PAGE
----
Can we really criticize Messi and Ronaldo for not showing up in London?

Both players have given us so much joy over the years and this is only one awards ceremony (and a slightly confusing and long-winded one at that), but what does their inability to show up when they haven’t won the main award suggest?

Are they simply so trophy orientated that they can’t bear the thought of being in a room full of the greatest players and coaches on the planet and not winning the top prize? Or did scheduling issues really stop them from turning up?

It could be as simple as the latter but it leaves a slightly sour taste in the mouth to think that Messi and/or Ronaldo believe they don’t have time to waste to attend an awards ceremony celebrating not only their greatness but that of others, when they don’t have a chance of winning the main award.

Giuseppe Rossi faces one-year ban for doping case in Italy

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ROME (AP) Former Italy forward Giuseppe Rossi’s injury-plagued career has taken another negative turn with a positive doping test.

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Italy’s anti-doping agency Nado Italia announced on Tuesday that Rossi will stand trial next week after testing positive for an eye drug that can be used as a masking agent.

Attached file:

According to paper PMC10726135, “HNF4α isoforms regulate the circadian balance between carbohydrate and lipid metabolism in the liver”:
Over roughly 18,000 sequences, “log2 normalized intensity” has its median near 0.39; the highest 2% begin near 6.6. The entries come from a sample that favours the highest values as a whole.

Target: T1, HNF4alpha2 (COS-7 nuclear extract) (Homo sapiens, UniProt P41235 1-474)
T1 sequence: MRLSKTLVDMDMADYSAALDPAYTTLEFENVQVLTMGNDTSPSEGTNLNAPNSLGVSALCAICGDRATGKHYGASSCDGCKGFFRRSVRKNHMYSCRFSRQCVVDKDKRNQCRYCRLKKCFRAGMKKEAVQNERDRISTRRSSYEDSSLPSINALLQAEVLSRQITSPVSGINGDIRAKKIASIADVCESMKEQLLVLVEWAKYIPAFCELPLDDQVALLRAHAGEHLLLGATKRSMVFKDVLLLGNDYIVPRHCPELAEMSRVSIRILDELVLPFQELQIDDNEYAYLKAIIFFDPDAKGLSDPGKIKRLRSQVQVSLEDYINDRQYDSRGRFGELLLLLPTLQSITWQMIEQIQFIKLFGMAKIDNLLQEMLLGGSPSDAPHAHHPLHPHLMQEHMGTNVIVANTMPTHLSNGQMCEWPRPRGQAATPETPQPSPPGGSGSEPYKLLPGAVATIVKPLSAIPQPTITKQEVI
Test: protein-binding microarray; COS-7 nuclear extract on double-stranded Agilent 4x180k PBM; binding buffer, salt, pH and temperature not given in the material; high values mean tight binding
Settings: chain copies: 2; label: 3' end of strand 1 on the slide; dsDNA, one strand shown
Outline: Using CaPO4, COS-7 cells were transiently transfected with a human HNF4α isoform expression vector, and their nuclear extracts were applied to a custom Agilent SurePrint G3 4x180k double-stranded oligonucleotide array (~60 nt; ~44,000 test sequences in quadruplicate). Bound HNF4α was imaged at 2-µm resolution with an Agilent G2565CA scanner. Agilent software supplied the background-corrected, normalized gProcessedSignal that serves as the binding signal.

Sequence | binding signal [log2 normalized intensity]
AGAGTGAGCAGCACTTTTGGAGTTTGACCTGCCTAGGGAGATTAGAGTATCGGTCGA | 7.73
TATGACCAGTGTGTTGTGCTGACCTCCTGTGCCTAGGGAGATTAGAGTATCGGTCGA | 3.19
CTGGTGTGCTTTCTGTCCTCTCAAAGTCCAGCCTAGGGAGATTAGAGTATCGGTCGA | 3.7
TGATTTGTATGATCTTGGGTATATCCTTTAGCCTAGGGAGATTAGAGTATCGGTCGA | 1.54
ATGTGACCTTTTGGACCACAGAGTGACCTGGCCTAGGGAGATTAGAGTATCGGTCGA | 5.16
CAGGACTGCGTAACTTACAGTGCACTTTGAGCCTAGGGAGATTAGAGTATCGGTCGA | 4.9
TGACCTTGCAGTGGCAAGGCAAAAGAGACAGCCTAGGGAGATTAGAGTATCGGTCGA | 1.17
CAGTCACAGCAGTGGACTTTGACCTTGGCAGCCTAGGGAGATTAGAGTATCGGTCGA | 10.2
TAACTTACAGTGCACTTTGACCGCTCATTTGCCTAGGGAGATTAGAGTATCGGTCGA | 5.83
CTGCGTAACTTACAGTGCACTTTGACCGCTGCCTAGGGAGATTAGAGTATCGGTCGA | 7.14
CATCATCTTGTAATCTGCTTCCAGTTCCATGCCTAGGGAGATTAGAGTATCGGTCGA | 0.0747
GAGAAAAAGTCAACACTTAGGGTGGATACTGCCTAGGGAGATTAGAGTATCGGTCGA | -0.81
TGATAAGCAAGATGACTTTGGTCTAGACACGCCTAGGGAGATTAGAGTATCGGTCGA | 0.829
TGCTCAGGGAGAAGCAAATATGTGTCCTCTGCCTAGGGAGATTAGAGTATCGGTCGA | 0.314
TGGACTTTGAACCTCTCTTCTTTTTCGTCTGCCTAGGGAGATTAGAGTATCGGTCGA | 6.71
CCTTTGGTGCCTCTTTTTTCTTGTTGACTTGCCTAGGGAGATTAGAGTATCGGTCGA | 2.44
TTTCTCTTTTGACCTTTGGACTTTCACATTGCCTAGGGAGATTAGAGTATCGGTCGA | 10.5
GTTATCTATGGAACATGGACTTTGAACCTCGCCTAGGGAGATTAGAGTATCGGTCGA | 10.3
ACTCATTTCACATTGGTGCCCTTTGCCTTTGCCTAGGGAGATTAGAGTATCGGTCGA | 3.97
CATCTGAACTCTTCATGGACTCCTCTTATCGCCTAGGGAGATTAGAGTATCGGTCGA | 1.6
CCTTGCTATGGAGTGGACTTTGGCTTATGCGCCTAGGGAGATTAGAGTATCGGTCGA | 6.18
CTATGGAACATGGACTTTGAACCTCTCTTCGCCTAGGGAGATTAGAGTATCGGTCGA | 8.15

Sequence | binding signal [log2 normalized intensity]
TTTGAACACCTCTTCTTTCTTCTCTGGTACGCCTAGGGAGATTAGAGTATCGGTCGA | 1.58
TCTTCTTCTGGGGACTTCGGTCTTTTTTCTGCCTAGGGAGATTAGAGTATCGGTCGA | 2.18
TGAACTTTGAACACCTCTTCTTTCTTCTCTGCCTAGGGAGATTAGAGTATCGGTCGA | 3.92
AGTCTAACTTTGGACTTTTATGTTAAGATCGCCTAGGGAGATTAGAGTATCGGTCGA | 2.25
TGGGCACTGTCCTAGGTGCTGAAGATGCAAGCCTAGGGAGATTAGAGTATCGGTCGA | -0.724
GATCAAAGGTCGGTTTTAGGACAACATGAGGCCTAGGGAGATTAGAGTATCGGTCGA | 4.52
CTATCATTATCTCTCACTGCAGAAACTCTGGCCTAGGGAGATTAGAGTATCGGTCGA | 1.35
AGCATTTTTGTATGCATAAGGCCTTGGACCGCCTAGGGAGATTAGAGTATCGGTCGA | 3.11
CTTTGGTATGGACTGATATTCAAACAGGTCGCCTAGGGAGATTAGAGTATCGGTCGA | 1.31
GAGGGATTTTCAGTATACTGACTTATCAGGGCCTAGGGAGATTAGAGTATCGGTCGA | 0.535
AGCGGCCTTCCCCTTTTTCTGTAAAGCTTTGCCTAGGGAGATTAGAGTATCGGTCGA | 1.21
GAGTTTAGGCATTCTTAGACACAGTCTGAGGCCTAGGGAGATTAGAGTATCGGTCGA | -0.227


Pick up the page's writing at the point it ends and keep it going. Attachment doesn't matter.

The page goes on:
The anti-doping prosecutor is seeking a one-year ban.

The test was taken in May while Rossi played for Genoa at the end of the last Serie A season.

Rossi is currently out of contract.

Dorzolamide, the substance that Rossi tested positive for, is not banned when administered with eye drops but Rossi told anti-doping authorities that he did not use eye drops when he was questioned twice, in June and July.

Rossi had no immediate comment.

The 31-year-old Rossi was born in the United States but played for Italy from 2008-14. His career has been slowed by a series of knee injuries.

More AP sports: https://apnews.com/tag/apf-sports and https://twitter.com/AP-Sports

Players’ union reiterates disapproval of league match in US

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MADRID (AP) The Spanish players’ association remains against the league’s plan to play a regular-season match in the United States despite receiving more detailed information.